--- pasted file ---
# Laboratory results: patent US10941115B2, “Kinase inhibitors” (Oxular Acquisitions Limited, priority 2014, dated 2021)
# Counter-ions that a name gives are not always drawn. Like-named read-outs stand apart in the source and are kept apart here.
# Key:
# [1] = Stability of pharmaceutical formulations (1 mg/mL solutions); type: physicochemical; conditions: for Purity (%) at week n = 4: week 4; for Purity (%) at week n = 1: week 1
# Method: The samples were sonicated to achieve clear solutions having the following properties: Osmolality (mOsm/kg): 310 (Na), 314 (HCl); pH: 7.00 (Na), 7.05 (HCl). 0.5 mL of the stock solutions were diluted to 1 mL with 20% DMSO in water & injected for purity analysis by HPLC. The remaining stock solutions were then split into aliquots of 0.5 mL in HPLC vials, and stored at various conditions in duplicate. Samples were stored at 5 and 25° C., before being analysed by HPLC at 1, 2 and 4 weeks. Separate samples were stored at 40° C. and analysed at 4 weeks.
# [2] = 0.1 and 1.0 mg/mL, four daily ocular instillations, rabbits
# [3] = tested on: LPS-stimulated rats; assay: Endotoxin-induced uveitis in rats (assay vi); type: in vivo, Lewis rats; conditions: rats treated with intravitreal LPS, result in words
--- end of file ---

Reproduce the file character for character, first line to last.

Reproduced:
# Laboratory results: patent US10941115B2, “Kinase inhibitors” (Oxular Acquisitions Limited, priority 2014, dated 2021)
# Counter-ions that a name gives are not always drawn. Like-named read-outs stand apart in the source and are kept apart here.
# Key:
# [1] = Stability of pharmaceutical formulations (1 mg/mL solutions); type: physicochemical; conditions: for Purity (%) at week n = 4: week 4; for Purity (%) at week n = 1: week 1
# Method: The samples were sonicated to achieve clear solutions having the following properties: Osmolality (mOsm/kg): 310 (Na), 314 (HCl); pH: 7.00 (Na), 7.05 (HCl). 0.5 mL of the stock solutions were diluted to 1 mL with 20% DMSO in water & injected for purity analysis by HPLC. The remaining stock solutions were then split into aliquots of 0.5 mL in HPLC vials, and stored at various conditions in duplicate. Samples were stored at 5 and 25° C., before being analysed by HPLC at 1, 2 and 4 weeks. Separate samples were stored at 40° C. and analysed at 4 weeks.
# [2] = 0.1 and 1.0 mg/mL, four daily ocular instillations, rabbits
# [3] = tested on: LPS-stimulated rats; assay: Endotoxin-induced uveitis in rats (assay vi); type: in vivo, Lewis rats; conditions: rats treated with intravitreal LPS, result in words